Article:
Man sen­tenced for fa­tal stab­bing

Found guilty of mur­der af­ter trial

Maryland Independent - - Front Page - By AN­DREW RICHARD­SON arichard­son@somd­

Af­ter he was found guilty of mur­der fol­low­ing a week-long bench trial in Septem­ber, a man who fa­tally stabbed a Wal­dorf teen last year was sen­tenced Mon­day morn­ing in Charles County Cir­cuit Court.

Con­victed of sec­ond-de­gree mur­der, Shon­dell Javon Mid­dle­ton, 20, of Clin­ton, N.C., was sen­tenced to 30 years im­pris­on­ment with all but 12 years sus­pended by Judge Larnzell Martin Jr., a vis­it­ing judge of the Prince Ge­orge’s

Cir­cuit Court, who found that Mid­dle­ton had not acted in self-de­fense when stab­bing Jour­dan An­thony Lucas, 18, in May 2015, but did not find suf­fi­cient ev­i­dence to sup­port that the mur­der was premed- itated, ac­cord­ing to court pro­ceed­ings. Ad­di­tion­ally, a three year sen­tence will run con­cur­rent for carry- ing a dan­ger­ous weapon with in­tent to in­jure.

Around 10:30 a.m. on May 7, 2015, deputies with the Charles County Sher­iff’s Of­fice re­spond- ed to the 12300 block of Vi­vian Adams Drive in Wal­dorf for a re­ported as­sault, ac­cord­ing to pre­vi­ous re­ports and court pro­ceed­ings. Upon ar­riv- al, of­fi­cers found Lucas suf­fer­ing from mul­ti­ple stab wounds, in­clud­ing a wound to his neck and to the back of his head. First re­spon­ders be­gan ren­der­ing first aid, but by the time EMS per­son- nel ar­rived on the scene, he had lost his pulse and paramedics at­tempted to re­sus­ci­tate him with CPR. He was pro­nounced dead a short time later.

Trial pro­ceed­ings re- vealed that Lucas and two other men had showed up at the apart­ment where Mid­dle­ton was stay­ing to con­front him about a drug theft ear­lier in the week in which Mid­dle­ton and an­other man stole about half an ounce of mar­i­jua- na from Lucas. Mid­dle­ton emerged from the apart- ment and be­gan chas­ing Lucas, even­tu­ally catch­ing him and stab­bing him to death.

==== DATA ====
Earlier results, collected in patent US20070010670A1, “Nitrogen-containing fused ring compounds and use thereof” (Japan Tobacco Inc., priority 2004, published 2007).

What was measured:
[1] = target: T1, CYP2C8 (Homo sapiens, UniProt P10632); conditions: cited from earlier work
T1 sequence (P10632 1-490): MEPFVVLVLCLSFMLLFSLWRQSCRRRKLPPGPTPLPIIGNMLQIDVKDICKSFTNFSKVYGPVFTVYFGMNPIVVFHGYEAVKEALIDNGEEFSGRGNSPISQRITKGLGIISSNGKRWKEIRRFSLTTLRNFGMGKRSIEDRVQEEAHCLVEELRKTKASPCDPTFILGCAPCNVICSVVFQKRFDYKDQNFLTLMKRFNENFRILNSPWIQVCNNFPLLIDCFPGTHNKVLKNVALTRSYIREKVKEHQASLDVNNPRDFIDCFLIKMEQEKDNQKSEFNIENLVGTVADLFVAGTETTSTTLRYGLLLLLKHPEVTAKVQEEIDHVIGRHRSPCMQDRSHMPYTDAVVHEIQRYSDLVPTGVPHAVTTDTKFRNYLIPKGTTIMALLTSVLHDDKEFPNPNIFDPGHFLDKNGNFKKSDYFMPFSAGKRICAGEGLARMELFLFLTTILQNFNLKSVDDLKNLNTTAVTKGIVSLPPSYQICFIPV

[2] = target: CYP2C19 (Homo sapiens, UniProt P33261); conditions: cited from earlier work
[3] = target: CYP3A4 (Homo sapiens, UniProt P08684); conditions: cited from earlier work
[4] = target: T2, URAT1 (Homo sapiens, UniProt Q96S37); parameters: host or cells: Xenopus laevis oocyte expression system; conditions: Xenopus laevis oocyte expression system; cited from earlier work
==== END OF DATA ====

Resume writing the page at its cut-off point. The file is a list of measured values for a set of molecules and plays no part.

Days be­fore the inci- dent, on the evening of May 4, Lucas, his two friends and sev­eral other men had showed up at the apart­ment to con­front Mid­dle­ton about steal­ing the mar­i­juana ear­lier that day, ac­cord­ing to court pro­ceed­ings. They wanted to fight him and an­other man that lived in­side the apart­ment. The friends tes­ti­fied that Mid­dle­ton and his brother, an ac­tual close family friend, could be seen taunt­ing them by hold­ing up the stolen mar- ijuana as they smoked.

Lucas’ friends both tes- ti­fied that two cars filled with men ar­rived out­side the com­plex on Lucas’ be­half. Now ap­prox­i­mate- ly 10 men were out­side the apart­ment yelling and bang­ing on the door, try- ing to get the two in­side to come out to fight. Wit- nesses tes­ti­fied that Lucas wrapped his fist with his shirt and punched out a win­dow of Mid­dle­ton’s family car. The group also threw a fire ex­tin- guisher through the back wind­shield and later re- turned — af­ter po­lice had re­sponded to the scene and since left — to spray paint the car and write ex- ple­tives on the apart­ment door, ac­cord­ing to pro­ceed­ings.

On May 7, the trio re­turned to the apart­ment af­ter ex­chang­ing text mes­sages with Mid­dle- ton, and waited out­side for him to come out, ac- cord­ing to pro­ceed­ings. As they waited, Mid­dle- ton’s “play mother” and grand­mother ar­rived at the apart­ment. The play mother, Pamela Cald­well, held a BB gun and be­gan yelling at the three out- side, ask­ing if they were the ones who had van­dal- ized their prop­erty. The grand­mother tes­ti­fied that her daugh­ter yelled “Shon­dell,” and Mid­dle­ton burst out of the apart­ment, and that’s when Lucas and the friends be­gan to run in dif­fer­ent di­rec­tions. Mid- dle­ton then chased Lucas as the other two went through the com­plex and down the ad­ja­cent, par­al­lel street.